4. Dirk

    To the best of my knowledge, these cars did not come from the factory in BRG with red leather and in one of the CL ad pictures, the door jam appears to be black. Black car with red leather interior was a popular combination and probably much more likely.

    • JagManBill

      image 14, lower corner of the door-frame next to the sill. You can kinda make out both the BRG and black in that area. That said, BRG was an available color. Red was an available leather color. A special order would not be out of the question as my 69 2+2 is Old English White over Biscuit which was not an offered combination that year. A Heritage Certificate would eliminate any question

  5. Balstic

    Now that I am retired I wish I could afford an XK-150. Living in So Cal would be even more fun, except when the outside temp hits 116° until 8PM.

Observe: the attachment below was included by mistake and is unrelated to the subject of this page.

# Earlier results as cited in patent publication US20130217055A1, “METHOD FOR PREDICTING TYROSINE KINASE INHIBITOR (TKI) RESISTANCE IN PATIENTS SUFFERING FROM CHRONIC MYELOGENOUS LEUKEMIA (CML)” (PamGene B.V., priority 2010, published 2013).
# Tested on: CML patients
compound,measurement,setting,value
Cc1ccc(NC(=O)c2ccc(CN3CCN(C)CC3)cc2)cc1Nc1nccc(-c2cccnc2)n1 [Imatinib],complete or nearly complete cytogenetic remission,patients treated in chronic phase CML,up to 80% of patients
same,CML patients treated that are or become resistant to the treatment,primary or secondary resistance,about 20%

6. Nevis Beeman

    I know of a ’64 Mk2. (3.4 I think) lurking in a barn, “somwhere near Toronto” guarded by a wild nest of bees; Only because I’m a beekeeper I know of it……
    One owner since the early 1970s & RHD; manual I’ve observed !

  7. Bob Murdock

    Happen to have an extra ’67 Jaguar MKII in my barn if anyone has the desire for one. This one is a right hand drive, four speed with electric overdrive, plus the unique factory load leveling system controlled from the dash. Wire wheels and an extra set in the trunk too. Needs to be awakened but the motor spins freely and all electrics work too. Interesting past history from England.
    I have one on the road already and they really are cool cars to drive. This one is in Cincinnati.

    • Jesse Mortensen Jesse Mortensen Staff

      Please consider listing it here on the site Bob!

  8. ccrvtt